Warm sake toast of the town for winter
By JOHN GAUNTNER
Before winter begins to grudgingly give ground to warmer weather, be sure to get your share of warm sake.
It is too easy, in this era of premium sake served chilled, to overlook how fine warm sake can be. Should you do your tasting at a sake pub, try to avoid the overheated, cheap stuff. You are not likely to hold it in the highest regard, and you might be discouraged from trying again: a common reaction. Instead, find a decent pub that will warm the sake of your choice to the temperature you want.
Hot sake is known as o-kan,or kan-zake in general. Nurukan refers to sake heated to about 40-45 C, whereas atsukan is piping hot sake. Atsukan has its appeal as a curiosity, but you really can’t taste much. Try to stick with slightly less scalding sake.
It is often said that “a good sake is one that can be enjoyed warm as well as cold.” Generally, this seems to come from older men in the sake industry, and may be a symptom of nostalgic affection. That may not be the entire story. There is a lot of sake that is fruity and fragrant and complex when cool or cold, but when warmed up is reduced to a lifeless, dull dollop of drool. The very characteristics it was brewed to present are bludgeoned into nonexistence by the heat. It would not be fair to say this is not great sake simply because it is not good when warmed.
Yet, there is indeed plenty of sake that is good both cold and warm.
How do you know? How can you tell if sake will be good when warmed? Fortunately or unfortunately, it is purely an empirical exercise — a matter of personal preference.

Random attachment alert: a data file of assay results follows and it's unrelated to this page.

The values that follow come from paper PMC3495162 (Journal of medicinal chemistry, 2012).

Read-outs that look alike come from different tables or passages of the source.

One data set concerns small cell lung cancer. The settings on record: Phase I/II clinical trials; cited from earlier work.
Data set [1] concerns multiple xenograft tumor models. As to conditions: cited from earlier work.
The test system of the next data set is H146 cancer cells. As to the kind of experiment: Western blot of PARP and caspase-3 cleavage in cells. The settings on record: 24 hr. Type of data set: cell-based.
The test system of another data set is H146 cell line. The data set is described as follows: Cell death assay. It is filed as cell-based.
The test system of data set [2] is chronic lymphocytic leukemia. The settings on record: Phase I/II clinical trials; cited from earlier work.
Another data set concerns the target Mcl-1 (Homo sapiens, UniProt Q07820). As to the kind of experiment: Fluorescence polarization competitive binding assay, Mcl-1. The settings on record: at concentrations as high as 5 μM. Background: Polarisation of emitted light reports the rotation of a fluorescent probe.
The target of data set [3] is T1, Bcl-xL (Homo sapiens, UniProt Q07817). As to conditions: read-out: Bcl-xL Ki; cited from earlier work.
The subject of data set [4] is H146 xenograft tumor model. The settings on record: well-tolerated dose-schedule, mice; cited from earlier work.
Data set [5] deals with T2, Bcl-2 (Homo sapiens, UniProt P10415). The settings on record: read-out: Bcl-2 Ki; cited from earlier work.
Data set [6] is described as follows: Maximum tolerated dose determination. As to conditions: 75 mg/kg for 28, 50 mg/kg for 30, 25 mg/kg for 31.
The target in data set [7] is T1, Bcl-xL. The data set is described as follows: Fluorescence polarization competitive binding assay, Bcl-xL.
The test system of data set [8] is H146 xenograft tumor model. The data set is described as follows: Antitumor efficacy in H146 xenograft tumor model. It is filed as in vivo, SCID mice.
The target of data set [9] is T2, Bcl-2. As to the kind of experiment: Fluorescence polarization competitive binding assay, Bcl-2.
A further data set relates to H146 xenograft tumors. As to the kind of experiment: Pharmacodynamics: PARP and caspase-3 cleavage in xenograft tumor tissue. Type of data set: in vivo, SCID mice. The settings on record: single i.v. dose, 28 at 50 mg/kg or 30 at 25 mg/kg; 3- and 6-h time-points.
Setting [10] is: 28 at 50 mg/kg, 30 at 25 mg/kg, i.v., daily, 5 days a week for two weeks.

Still, many kura do indeed brew sake to be warmed. You can ask around and poke around and find plenty of brands to get you through the rest of the winter. Any good sake shop can give you recommendations from among their stock.
A sampler of highly recommendable sake for warming might look like this: The below-mentioned Kamoizumi (readily available, even in 7-Elevens around the country), Bizen Sake no Hitosuji from Okayama, Kariho from Akita or Urakasumi from Miyagi. Warm Gokyo from Yamaguchi is wonderful, as is Denshu from Aomori, Tosatzuru from Kochi and Nishi no Seki from Oita. Naturally, there are countless more, but these are all fairly easy to find.
A bit harder to find, but worth the search, are three of my personal favorites, Taki no Koi from the heart of Nada in Hyogo, Shinkame from Saitama and Asahi Tenyu from Shimane.
There seems to be a theory that how you heat a sake affects how it tastes. More precisely, putting sake in the microwave is frowned upon by many tipplers and connoisseurs. Sake warmed in hot water and sake warmed in a microwave taste completely different, or so goes the theory.
Well, I took it upon myself to find out the truth. I am traditionalist in most things, but this just didn’t make sense. Energy is energy, and it shouldn’t make a hoot of difference. I began with one of my absolute favorites for warmed sake: Kamoizumi from Hiroshima. It is rich, earthy and straw colored; I felt I could easily note any differences that arose.
Next, the vessels. Got to be Bizen. I selected two Bizen tokkuri and two Bizen choko, almost identical. I warmed the tokkuri themselves in warm water beforehand, as they were quite cold off the shelf. I also allowed the sake to come up to room temperature before beginning, to avoid the unpredictability of drastic temperatures changes.